First introduced to the general public in the late 1980s, Botox has now become a billion-dollar industry that has challenged our relationship with beauty, wellness, plastic surgery, ageism and even gender ― it’s not just women who are getting the procedure.
According to the 2020 plastic surgery statistics report by the American Society of Plastic Surgeons, in 2020, women received about 4 million Botox-type treatments while men underwent just over 250,000 procedures of the kind.
Although there’s still a large difference in number of treatments between the two genders, experts are quick to note that, in the past few years, there has been a sharp increase in desire for the muscle-freezing, wrinkle-reducing injection among a range of people.
“While Botox is and has traditionally been more popular among women, various sources have demonstrated that it has been growing in popularity among men, as well,” said Dr. Samuel Lin, a board-certified plastic surgeon and associate professor of surgery at Harvard Medical School.
Facial plastic surgeon Dr. Jacob D. Steiger has also noticed the trend. “We are seeing the proportion of men versus women increasing,” he noted, “meaning the male segment is increasing at a higher rate. This is jokingly referred to as ‘brotox.’”
According to the American Society of Plastic Surgeons, “brotox” is the No. 1 cosmetic procedure requested by men, with a 400% increase in treatments administered since 2000.
Overall, men and women seem to concentrate on the same area of the face when undergoing treatment: the forehead.
In the past, “people preferred a more total effect to the point that they looked expressionless,” explained Dr. Bruce Hermann, a board-certified plastic surgeon. “Today, I find that the majority of women prefer the maximal effect possible without having a frozen forehead. For men, I find that in general they prefer an effect similar to women but a bit more subtle on the forehead.”
Male vs. Female Botox
Although men and women tend to seek Botox treatments on similar areas of the face, experts note that the procedures differ based the gender one was assigned at birth. As a general statement, given their larger muscle mass in the facial musculature, men need more Botox than women do to obtain similar effects.
“For example, in the glabellar area [the skin between your eyebrows], for a similar effect, I start women with about 15 units of Botox and go up as needed to achieve the desired result,” Hermann shared. “For men, I would normally recommend starting with 20 units and adjusting from there.”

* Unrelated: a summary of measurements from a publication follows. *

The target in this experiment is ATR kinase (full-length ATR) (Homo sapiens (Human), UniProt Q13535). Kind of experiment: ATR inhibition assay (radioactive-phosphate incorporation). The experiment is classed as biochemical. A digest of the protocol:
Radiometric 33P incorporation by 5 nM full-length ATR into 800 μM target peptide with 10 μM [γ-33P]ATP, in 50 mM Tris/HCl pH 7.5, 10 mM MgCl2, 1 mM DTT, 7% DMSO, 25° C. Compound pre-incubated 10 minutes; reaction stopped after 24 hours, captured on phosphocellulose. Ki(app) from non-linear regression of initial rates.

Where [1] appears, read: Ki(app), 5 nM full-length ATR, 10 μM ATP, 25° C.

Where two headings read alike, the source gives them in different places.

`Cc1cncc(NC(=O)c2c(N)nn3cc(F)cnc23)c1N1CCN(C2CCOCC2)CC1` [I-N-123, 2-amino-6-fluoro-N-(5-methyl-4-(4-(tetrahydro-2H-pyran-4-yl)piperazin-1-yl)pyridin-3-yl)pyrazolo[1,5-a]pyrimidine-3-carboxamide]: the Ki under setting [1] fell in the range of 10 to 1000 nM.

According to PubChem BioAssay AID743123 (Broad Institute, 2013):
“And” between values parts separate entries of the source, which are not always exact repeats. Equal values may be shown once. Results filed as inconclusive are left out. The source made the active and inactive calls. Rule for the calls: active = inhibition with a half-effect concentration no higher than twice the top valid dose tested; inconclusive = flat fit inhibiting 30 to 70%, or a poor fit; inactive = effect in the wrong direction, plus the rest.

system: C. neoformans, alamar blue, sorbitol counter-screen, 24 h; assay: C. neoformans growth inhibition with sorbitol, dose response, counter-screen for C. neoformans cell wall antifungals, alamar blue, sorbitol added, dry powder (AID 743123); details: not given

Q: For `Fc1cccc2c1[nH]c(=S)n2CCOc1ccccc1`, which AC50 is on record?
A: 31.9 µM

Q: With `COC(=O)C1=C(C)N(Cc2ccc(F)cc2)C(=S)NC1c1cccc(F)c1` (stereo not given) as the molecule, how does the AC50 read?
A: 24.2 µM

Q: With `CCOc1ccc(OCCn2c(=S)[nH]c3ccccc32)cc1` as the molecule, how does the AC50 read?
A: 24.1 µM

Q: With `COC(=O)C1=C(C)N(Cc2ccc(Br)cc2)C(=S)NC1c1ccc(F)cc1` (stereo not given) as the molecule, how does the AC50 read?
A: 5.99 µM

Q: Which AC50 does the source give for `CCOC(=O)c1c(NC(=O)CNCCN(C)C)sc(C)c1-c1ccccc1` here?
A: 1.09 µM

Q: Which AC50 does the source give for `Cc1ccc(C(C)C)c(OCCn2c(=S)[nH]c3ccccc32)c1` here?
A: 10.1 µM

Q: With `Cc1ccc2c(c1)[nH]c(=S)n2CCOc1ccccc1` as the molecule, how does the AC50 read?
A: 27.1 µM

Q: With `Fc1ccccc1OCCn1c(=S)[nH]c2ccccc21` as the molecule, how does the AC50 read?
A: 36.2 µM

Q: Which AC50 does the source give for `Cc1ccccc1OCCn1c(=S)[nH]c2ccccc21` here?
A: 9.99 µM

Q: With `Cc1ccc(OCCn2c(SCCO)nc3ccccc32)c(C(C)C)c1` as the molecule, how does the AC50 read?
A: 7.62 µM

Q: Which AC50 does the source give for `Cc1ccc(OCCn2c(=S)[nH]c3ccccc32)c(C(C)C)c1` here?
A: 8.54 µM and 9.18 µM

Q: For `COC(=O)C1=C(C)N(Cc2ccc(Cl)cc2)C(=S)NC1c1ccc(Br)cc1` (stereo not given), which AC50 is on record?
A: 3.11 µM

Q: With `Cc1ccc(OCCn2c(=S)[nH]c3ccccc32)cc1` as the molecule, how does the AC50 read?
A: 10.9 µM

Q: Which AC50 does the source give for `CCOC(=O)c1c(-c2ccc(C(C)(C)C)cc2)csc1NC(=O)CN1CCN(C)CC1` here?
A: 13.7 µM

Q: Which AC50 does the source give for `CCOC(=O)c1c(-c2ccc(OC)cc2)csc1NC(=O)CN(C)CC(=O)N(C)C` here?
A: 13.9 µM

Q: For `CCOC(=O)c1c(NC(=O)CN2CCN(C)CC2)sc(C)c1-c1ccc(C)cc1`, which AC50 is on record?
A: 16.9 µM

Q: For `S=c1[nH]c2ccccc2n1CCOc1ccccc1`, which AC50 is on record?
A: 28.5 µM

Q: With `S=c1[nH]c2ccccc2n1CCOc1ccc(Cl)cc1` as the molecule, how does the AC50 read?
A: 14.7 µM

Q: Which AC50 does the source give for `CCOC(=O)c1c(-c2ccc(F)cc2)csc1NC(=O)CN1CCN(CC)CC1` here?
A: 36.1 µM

The expert is quick to note that the approach gets more complex when dealing with patients’ foreheads. “Men commonly prefer a more subtle effect in the area,” he said. “So I’ll use a higher dosage per area in men but inject a smaller surface area.”
As long as the dosage is adjusted, the frequency of injection is the same for men and women, Steiger said. For most patients, results last about four months.
Anatomical variations in skin composition can also potentially lead to gender-specific differences in terms of reactions and complications. “Men typically have thicker skin with higher collagen composition compared to women,” Lin explained. “Male skin also tends to be more vascular, which carries a higher complication rate of bleeding and bruising when injecting Botox.”
Although based on anecdotal evidence, some physicians also believe that Botox wears off faster in men given their metabolism. However, Lin explained that this should be discussed directly between a patient and doctor, because it’s not easy to generalize “given broad differences in human metabolism.”
In short: Men and women look to address similar facial issues when getting Botox, but the dosages needed to reach similar results can vary.
The Future Of Botox
Experts, including Hermann, believe the overall trends will stay the same in the future: Men and women will continue seeking to tackle similar facial issues through the treatment. Although more women than men are likely to undergo the procedure, “the percentage of men getting Botox will increase slightly each year,” Hermann predicted.
The surgeon specifically calls out ageism in the workforce. Although ageism was once an issue commonly mentioned by women in the workforce, it affects men as well.
Case in point: In 2019, Google settled an age discrimination lawsuit concerning its hiring practices. As a result, over 200 job seekers over the age of 40 who had applied for positions at the company received a settlement of $11 million.
COVID-19 also changed things. “The ‘Zoom effect’ is a phenomenon brought on by the pandemic whereby people working from home saw themselves more frequently on camera and started to notice things that made them look more aged,” Hermann said. “A study by the American Society of Plastic Surgeons in 2020 showed an increase in interest in plastic surgery or non-surgical procedures like Botox to look younger in 11-35% of women surveyed that were using Zoom or similar platforms.”
If you’re ever considering a Botox treatment, here’s how to find a reputable provider.